Lío Mehiel is Just Getting Started

Lío Mehiel in "Mutt"

Lío Mehiel made history as the first trans person to earn the U.S. Dramatic Special Jury Award in Acting at Sundance in 2023 for their portrayal of a trans man navigating family estrangement, encounters with an ex, and a series of unfortunate events over the course of one day.

A year later, the movie Mehiel co-stars in along with Calle 13’s Residente, In the Summers, won the festival’s top honor, the Grand Jury Prize in the U.S. Dramatic Competition. If you are not yet familiar with Lío Mehiel, it’s time to take notice as this multi-hyphenated artist, director, actor, is just getting started.

Mehiel’s road to stardom started early. Mehiel was a professional salsa dancer as a kid and later performed on Broadway. “My sister and I were in these professional salsa troops… we went to Toronto and these different places to perform with heavy hitters in the salsa scene,” Mehiel joyfully recounts when I asked them about this tidbit from their IMDB bio.

Through salsa dancing, Mehiel earned the performance chops to audition for a Broadway production of The Miracle Worker, kicking off a brief stint as a child actor before hitting pause to finish college. “When I graduated, it only took me about a year or two to feel called back to wanting to be performing, to be creating things.”

Following a friend’s advice to produce examples of their acting on camera, Mehiel wrote, directed, produced, and starred in their first short film, Distoria. It premiered at the 2018 Outfest Film Festival, a year when the festival made strides in featuring more projects by women, Trans directors, and directors of color.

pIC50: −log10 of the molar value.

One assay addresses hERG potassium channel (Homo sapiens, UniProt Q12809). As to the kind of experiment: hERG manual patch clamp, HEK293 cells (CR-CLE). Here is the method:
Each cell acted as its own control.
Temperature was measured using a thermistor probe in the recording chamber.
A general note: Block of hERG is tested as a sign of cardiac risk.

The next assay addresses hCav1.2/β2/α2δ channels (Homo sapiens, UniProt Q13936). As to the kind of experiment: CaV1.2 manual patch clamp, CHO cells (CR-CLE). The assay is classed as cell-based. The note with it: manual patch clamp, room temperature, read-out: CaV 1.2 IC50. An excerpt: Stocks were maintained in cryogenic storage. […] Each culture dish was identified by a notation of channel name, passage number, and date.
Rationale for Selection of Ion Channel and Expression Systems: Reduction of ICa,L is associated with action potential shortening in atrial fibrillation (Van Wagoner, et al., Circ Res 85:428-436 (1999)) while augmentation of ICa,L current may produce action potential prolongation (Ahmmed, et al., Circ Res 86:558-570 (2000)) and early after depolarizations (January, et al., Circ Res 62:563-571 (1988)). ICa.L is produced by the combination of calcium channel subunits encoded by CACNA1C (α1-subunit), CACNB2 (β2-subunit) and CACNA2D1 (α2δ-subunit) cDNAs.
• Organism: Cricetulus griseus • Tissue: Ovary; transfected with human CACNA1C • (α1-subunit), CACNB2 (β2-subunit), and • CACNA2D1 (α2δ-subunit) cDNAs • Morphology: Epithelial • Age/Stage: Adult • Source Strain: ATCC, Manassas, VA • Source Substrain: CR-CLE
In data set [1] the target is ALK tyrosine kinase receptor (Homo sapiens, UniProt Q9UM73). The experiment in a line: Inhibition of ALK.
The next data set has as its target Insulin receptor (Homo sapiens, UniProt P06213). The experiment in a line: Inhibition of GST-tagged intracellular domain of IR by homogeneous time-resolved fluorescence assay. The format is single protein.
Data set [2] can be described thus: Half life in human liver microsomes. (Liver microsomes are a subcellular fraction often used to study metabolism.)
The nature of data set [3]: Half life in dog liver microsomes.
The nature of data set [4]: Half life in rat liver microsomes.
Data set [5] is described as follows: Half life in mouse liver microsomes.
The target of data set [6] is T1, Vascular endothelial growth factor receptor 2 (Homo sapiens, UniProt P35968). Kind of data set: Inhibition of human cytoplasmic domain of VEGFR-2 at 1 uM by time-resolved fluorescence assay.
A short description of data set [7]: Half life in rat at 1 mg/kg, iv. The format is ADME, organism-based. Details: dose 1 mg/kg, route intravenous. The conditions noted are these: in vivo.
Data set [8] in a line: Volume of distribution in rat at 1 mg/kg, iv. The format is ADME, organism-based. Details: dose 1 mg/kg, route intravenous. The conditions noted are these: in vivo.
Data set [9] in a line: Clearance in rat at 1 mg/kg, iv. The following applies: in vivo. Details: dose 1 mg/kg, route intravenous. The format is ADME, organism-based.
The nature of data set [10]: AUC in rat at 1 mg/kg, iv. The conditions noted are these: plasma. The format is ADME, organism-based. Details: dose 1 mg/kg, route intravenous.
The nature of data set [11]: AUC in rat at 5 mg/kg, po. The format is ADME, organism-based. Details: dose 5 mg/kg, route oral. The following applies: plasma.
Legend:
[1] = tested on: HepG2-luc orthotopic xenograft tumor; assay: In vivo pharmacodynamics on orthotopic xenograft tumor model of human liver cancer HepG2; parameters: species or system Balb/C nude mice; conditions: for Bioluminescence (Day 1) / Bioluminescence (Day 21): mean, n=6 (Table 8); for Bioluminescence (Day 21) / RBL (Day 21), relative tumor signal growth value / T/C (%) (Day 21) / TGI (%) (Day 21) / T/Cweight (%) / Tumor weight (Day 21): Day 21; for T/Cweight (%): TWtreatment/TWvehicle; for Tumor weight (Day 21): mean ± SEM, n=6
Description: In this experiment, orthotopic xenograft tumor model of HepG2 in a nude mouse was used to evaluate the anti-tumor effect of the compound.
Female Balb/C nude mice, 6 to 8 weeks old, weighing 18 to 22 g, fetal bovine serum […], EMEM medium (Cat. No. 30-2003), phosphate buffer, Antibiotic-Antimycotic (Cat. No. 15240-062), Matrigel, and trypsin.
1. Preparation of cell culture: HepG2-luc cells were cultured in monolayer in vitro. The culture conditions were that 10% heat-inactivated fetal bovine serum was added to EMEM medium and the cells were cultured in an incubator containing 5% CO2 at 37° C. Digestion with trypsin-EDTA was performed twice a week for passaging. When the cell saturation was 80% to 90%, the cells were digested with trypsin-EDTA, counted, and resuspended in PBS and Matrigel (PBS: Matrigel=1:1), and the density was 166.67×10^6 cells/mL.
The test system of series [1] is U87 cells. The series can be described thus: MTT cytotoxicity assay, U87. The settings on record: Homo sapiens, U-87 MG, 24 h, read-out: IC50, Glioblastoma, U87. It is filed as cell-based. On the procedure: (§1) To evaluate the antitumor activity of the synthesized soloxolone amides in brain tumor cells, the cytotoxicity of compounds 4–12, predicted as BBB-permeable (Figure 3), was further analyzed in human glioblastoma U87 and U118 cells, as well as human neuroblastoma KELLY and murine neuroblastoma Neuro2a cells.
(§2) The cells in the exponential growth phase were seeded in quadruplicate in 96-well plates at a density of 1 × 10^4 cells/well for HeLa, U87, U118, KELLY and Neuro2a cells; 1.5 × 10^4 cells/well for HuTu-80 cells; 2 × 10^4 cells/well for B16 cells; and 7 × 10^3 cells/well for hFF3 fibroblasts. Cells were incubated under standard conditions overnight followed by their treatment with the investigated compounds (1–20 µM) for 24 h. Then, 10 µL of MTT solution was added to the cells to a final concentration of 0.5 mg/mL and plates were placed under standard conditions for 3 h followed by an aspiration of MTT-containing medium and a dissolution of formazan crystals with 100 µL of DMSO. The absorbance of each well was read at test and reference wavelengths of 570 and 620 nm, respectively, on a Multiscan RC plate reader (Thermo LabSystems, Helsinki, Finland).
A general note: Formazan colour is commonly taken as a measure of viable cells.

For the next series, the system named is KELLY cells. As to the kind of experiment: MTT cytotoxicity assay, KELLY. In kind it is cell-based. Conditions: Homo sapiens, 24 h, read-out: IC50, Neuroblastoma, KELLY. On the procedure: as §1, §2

“I was working at Buffalo Wild Wings in Times Square, which is one of the most hectic jobs I’ve ever had in my life, and saved up money to make this short film. And it got into a lot of festivals, and I was able to use that to get agents for the first time as an adult.”

From there, Mehiel made it a point to collaborate with like-minded creatives, eventually starring in Mutt, the feature film where their standout performance earned them the prestigious dramatic special jury award at Sundance. Mutt, which is now streaming on Netflix, is a captivating glimpse into the life of a trans-man named Feña, as he journeys through a tough day of unsettling reunions.

Everyone has to do code-switching in their life, but I think that for a Trans person… I’ve been taught to be so adaptable, depending on what space I’m in, I’m able to shapeshift to meet that moment. And as long as I can hold on to what is authentically me, I think of [this ability] as a superpower.

Lío Mehiel

Like Mehiel who is half Puerto Rican, Feña is half Chilean, and we see the character having to code-switch and adapt to the various people he interacts with, including his Spanish-speaking dad who has not seen him since his transition. Like many Latine people, Feña’s ability to adapt is one of many attributes Mehiel shares with the character. In Mutt, we get a sense of how critical flexibility can be for a trans person.